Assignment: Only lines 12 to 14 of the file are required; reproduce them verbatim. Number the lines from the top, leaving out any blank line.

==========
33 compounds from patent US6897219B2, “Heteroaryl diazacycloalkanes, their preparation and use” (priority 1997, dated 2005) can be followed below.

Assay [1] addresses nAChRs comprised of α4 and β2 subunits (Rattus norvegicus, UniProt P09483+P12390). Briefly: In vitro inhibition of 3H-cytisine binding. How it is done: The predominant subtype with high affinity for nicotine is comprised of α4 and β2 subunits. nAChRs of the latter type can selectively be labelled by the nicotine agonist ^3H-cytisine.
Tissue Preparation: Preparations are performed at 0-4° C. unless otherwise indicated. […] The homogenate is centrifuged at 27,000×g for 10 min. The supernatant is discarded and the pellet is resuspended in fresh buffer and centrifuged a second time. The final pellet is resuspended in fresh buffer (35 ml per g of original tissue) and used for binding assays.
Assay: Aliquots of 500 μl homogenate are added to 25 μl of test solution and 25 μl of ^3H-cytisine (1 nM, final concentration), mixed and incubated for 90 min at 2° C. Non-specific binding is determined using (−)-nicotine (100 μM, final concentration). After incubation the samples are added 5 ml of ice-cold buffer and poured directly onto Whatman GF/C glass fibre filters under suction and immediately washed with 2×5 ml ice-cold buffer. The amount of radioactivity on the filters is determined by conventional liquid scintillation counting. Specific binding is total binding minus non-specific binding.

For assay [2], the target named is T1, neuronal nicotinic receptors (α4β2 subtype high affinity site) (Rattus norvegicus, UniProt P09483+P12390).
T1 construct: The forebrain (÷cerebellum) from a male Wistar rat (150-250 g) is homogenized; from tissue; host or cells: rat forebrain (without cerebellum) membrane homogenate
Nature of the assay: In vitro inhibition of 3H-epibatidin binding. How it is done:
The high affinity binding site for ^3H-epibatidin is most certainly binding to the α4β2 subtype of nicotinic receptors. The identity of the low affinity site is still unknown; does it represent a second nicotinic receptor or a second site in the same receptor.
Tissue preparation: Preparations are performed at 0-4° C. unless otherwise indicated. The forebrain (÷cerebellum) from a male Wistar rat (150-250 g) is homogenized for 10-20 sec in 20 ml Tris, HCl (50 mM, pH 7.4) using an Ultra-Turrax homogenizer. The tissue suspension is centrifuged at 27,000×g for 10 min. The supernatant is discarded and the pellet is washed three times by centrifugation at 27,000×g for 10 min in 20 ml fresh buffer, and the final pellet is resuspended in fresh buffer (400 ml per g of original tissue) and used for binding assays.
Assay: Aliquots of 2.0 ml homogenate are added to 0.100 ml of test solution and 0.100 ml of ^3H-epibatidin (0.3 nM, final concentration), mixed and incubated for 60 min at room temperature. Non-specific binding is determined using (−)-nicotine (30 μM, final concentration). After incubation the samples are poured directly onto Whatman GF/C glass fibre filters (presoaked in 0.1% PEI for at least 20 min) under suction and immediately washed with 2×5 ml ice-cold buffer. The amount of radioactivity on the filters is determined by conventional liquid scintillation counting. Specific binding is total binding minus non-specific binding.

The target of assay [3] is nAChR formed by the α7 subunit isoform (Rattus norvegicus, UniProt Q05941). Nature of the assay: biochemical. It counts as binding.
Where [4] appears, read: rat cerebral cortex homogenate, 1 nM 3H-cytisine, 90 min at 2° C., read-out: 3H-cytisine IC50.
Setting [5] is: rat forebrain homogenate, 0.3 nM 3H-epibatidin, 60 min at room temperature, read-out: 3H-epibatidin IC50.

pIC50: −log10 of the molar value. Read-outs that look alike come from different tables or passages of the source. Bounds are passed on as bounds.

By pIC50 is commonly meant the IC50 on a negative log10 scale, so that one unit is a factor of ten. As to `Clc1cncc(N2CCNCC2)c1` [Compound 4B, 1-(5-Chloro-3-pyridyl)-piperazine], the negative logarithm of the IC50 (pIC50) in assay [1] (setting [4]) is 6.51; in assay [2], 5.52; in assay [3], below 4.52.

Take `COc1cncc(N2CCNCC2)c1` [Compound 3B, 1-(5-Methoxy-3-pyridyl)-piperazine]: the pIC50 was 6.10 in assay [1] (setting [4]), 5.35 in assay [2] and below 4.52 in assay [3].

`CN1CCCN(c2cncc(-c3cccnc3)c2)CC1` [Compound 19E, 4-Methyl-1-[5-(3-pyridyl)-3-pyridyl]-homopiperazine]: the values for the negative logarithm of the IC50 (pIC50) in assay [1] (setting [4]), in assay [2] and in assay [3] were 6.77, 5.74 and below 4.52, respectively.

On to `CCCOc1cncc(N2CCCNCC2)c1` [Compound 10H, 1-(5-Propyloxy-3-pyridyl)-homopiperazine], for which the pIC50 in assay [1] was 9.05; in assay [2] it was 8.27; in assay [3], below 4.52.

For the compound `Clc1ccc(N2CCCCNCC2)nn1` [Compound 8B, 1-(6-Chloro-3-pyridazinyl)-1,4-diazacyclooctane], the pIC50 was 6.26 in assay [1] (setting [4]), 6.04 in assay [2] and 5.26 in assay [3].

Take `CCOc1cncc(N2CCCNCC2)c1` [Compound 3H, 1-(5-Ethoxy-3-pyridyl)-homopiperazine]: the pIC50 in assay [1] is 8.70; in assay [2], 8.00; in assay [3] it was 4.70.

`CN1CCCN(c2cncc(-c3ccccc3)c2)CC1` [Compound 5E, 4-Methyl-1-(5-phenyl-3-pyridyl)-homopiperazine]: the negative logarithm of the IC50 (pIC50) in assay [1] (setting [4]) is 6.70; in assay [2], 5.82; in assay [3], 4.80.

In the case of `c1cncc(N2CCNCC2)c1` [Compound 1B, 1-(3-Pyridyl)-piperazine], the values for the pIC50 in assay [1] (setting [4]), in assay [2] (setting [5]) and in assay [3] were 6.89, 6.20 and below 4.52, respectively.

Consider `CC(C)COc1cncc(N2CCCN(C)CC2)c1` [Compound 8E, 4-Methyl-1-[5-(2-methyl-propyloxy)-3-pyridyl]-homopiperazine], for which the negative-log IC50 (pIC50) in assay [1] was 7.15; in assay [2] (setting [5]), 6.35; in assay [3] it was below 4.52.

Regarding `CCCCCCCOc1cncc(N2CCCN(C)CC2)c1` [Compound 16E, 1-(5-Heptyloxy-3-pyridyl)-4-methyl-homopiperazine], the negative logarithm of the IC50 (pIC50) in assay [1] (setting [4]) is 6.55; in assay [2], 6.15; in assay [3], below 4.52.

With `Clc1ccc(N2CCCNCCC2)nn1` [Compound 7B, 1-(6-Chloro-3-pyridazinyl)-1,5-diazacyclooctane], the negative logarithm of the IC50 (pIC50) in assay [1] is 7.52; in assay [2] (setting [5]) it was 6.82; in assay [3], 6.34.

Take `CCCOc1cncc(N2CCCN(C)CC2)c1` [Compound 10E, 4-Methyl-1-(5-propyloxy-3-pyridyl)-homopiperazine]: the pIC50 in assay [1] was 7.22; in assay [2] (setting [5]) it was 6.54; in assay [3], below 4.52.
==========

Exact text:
Where [4] appears, read: rat cerebral cortex homogenate, 1 nM 3H-cytisine, 90 min at 2° C., read-out: 3H-cytisine IC50.
Setting [5] is: rat forebrain homogenate, 0.3 nM 3H-epibatidin, 60 min at room temperature, read-out: 3H-epibatidin IC50.

pIC50: −log10 of the molar value. Read-outs that look alike come from different tables or passages of the source. Bounds are passed on as bounds.